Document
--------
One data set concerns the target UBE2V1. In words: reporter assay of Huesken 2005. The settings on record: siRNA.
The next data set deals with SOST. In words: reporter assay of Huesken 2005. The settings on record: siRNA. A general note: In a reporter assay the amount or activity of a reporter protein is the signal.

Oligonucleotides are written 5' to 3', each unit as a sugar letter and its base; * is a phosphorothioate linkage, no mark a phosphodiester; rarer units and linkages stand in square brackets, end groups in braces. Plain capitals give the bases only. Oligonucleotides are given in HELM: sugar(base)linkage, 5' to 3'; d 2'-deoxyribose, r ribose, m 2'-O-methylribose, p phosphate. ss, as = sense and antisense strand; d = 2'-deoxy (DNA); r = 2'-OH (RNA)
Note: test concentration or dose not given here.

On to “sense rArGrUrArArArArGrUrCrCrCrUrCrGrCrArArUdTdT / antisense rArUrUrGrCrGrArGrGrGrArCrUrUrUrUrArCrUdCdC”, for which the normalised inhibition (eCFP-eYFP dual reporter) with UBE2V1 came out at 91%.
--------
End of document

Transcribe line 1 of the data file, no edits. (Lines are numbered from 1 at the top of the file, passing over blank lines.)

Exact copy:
One data set concerns the target UBE2V1. In words: reporter assay of Huesken 2005. The settings on record: siRNA.